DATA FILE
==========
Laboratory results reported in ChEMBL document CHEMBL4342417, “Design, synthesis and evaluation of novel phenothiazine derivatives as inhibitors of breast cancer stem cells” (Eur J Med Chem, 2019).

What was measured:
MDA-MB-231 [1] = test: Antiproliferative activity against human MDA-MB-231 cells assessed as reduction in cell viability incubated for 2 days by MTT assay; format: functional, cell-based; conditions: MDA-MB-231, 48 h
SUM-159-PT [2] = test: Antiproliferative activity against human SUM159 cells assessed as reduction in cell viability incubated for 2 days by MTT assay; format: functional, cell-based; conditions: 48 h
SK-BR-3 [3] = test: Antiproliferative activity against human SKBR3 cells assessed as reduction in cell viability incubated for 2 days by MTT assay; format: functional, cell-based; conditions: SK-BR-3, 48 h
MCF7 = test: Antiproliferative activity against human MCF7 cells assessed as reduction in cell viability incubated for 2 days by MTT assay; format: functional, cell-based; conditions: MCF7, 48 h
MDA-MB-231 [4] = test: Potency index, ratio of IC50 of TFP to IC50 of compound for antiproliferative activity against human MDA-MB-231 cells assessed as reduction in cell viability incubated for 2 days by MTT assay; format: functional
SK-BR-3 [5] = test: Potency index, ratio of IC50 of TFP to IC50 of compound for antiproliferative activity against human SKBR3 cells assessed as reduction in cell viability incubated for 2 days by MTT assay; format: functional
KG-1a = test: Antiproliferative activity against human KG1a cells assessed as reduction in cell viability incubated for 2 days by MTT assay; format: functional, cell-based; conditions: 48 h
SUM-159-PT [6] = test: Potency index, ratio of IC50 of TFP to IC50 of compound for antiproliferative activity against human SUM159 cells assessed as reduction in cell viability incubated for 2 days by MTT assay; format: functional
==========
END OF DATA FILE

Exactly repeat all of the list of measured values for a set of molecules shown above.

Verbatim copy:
Laboratory results reported in ChEMBL document CHEMBL4342417, “Design, synthesis and evaluation of novel phenothiazine derivatives as inhibitors of breast cancer stem cells” (Eur J Med Chem, 2019).

What was measured:
MDA-MB-231 [1] = test: Antiproliferative activity against human MDA-MB-231 cells assessed as reduction in cell viability incubated for 2 days by MTT assay; format: functional, cell-based; conditions: MDA-MB-231, 48 h
SUM-159-PT [2] = test: Antiproliferative activity against human SUM159 cells assessed as reduction in cell viability incubated for 2 days by MTT assay; format: functional, cell-based; conditions: 48 h
SK-BR-3 [3] = test: Antiproliferative activity against human SKBR3 cells assessed as reduction in cell viability incubated for 2 days by MTT assay; format: functional, cell-based; conditions: SK-BR-3, 48 h
MCF7 = test: Antiproliferative activity against human MCF7 cells assessed as reduction in cell viability incubated for 2 days by MTT assay; format: functional, cell-based; conditions: MCF7, 48 h
MDA-MB-231 [4] = test: Potency index, ratio of IC50 of TFP to IC50 of compound for antiproliferative activity against human MDA-MB-231 cells assessed as reduction in cell viability incubated for 2 days by MTT assay; format: functional
SK-BR-3 [5] = test: Potency index, ratio of IC50 of TFP to IC50 of compound for antiproliferative activity against human SKBR3 cells assessed as reduction in cell viability incubated for 2 days by MTT assay; format: functional
KG-1a = test: Antiproliferative activity against human KG1a cells assessed as reduction in cell viability incubated for 2 days by MTT assay; format: functional, cell-based; conditions: 48 h
SUM-159-PT [6] = test: Potency index, ratio of IC50 of TFP to IC50 of compound for antiproliferative activity against human SUM159 cells assessed as reduction in cell viability incubated for 2 days by MTT assay; format: functional